of the product, and not just actual use in the country concerned,
should be taken into account, and extends the rules to dissimilar
goods or services, not just identical or similar goods or services.
See Article 16.2 and 16.3 (attached).
17. Geographical indications identify goods
by their geographical origin where a given quality, reputation
or other characteristic is essentially attributable to that origin.
These can refer to a whole country or region, such as "Scotch
whisky", and places and regions, such as "Campbeltown",
"Islay" and perhaps "Highland" and "Lowland".
18. In the area of geographical indications,
the Agreement requires all Member governments to provide the legal
means to prevent certain uses of geographical indications and
to prevent their registration as a trade mark. There is one standard
of protection relevant to goods generally in Article 22, which
is basically intended to prevent use which would be misleading
or constitute an act of unfair competition. It also requires Member
governments to refuse or invalidate the registration of a trade
mark which contains or consists of a geographical indication with
respect to goods not originating in the territory indicated, if
use of the indication in the trade mark would be misleading as
to the true place of origin. There is a higher standard of protection
for geographical indications for wines and spirits in Article
23, which is intended to prevent use of geographical indications
on goods not having the origin indicated, without having to prove
that it is misleading or constitutes an act of unfair competition.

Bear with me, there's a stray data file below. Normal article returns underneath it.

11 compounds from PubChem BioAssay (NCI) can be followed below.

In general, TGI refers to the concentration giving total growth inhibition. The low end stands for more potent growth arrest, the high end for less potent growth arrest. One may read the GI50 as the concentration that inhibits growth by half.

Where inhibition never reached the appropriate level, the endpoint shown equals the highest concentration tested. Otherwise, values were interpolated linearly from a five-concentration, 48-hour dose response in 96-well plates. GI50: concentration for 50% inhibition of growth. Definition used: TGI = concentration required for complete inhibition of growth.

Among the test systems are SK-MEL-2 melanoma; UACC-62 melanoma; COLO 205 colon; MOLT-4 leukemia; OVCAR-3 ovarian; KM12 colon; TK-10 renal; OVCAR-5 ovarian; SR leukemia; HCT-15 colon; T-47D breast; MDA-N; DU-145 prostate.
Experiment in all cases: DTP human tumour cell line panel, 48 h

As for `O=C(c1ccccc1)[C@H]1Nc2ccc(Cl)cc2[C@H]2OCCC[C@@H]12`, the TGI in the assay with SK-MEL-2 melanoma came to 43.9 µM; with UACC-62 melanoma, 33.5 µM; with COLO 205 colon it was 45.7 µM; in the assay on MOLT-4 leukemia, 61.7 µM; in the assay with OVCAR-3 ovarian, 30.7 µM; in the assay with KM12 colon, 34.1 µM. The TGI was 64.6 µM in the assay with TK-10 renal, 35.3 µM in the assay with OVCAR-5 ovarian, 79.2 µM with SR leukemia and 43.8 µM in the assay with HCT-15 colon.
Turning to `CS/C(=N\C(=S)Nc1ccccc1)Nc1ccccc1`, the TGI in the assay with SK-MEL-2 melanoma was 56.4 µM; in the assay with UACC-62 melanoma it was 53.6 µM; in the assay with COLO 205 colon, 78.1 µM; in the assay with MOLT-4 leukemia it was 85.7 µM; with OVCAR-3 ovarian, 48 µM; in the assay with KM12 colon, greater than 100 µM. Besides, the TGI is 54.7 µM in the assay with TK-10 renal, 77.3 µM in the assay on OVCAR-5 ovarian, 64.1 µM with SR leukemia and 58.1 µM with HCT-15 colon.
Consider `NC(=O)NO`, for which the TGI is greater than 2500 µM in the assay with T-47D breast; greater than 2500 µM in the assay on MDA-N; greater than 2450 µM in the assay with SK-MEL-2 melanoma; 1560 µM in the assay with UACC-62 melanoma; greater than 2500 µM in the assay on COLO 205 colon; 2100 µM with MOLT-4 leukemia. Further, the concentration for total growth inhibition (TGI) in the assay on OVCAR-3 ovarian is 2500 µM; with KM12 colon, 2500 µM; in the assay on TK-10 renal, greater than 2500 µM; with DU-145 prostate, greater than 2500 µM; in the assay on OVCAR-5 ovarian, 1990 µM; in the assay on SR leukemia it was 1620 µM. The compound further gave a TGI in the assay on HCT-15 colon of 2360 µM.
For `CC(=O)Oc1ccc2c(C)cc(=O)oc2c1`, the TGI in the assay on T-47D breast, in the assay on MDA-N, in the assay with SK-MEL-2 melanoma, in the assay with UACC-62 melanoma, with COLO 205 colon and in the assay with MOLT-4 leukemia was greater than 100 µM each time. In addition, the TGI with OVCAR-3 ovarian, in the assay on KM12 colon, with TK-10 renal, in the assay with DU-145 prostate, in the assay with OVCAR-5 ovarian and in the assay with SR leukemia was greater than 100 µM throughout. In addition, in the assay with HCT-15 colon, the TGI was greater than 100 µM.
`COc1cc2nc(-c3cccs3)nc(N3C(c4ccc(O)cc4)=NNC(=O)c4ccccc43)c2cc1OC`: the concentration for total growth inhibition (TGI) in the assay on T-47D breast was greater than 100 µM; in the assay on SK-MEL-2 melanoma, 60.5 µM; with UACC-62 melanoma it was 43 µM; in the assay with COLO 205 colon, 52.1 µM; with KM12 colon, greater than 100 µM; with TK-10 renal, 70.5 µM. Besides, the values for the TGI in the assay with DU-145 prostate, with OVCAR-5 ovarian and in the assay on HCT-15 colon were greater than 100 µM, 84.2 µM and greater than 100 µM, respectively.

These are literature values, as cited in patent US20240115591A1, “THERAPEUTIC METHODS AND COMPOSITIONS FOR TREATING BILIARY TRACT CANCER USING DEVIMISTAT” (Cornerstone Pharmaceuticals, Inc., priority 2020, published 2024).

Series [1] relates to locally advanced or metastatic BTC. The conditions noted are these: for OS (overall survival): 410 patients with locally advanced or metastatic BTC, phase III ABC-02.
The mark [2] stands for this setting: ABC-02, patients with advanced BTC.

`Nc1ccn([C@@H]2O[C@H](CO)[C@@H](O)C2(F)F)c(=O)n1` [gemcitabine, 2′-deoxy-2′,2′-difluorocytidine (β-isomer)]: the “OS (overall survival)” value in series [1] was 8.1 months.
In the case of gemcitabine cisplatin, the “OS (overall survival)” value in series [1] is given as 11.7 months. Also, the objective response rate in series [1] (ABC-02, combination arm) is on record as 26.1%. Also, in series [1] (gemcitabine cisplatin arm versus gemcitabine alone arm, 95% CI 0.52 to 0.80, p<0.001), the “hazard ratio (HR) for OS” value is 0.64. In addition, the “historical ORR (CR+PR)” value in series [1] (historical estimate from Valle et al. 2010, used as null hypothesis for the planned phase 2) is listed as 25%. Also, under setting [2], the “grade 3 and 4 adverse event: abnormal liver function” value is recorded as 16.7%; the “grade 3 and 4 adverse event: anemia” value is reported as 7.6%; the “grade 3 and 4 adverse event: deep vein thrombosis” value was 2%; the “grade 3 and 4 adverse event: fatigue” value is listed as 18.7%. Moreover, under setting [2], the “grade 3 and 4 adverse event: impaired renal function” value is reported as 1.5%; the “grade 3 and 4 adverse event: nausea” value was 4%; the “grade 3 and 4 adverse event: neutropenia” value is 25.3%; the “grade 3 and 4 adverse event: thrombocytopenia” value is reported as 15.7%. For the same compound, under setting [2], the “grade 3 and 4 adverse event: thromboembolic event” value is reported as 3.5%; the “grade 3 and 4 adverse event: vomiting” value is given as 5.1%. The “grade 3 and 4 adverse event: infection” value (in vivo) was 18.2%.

It also requires Members to refuse or invalidate the registration
of a trade mark which contains or consists of a geographical indication
identifying wines or spirits with respect to wines or spirits
not having this origin, without having to prove that it is misleading.
This would apply to so-called "Scotch whisky" that is
not actually from Scotland. See Articles 22 to 24 of the TRIPS
19. The TRIPS Agreement "grandfathers"
certain practices, so that users of geographical indications and
owners of registered trade marks that consist of geographical
indications since before the Agreement entered into force may
continue to enjoy these rights, even for wines and spirits. See
Article 24.4 and 24.5. Trade marks and geographical indications
can become "generic" and cease to be protected if buyers
come to understand them as an ordinary trade description, rather
than an indication of a particular trade source or geographic
source. See Article 24.6.
20. These exceptions to the protection of
geographical indications took a great deal of negotiation in order
to find a suitable balance among competing interests. However,
to date, there has only been one complaint formally notified to
the WTO dispute settlement system concerning these exceptions.
That is a complaint by the United States alleging that EC regulation
2081/92, as amended, does not provide national treatment with
respect to geographical indications concerning agricultural products
and foodstuffs, and does not provide sufficient protection to
pre-existing trade marks that are similar or identical to a geographical
indication. The complaint was filed on 1 June 1999 but there have
been no request for the establishment of a panel.
21. Other intellectual property rights protected
under the TRIPS Agreement, such as patents, industrial designs
and copyright, are also of value to Scotch whisky exporters. In
fact, the mass production of grain whisky was made possible by
the continuous still, which appears to have been patented. Whilst
any patent on that invention has long since expired, new inventions
useful in the production of Scotch whisky can also be patented.
Original or novel bottle shapes, such as the Dimple bottle, can
be registered as industrial designs. Labels and the shape of bottles
can be protected by copyright: in one famous case the producer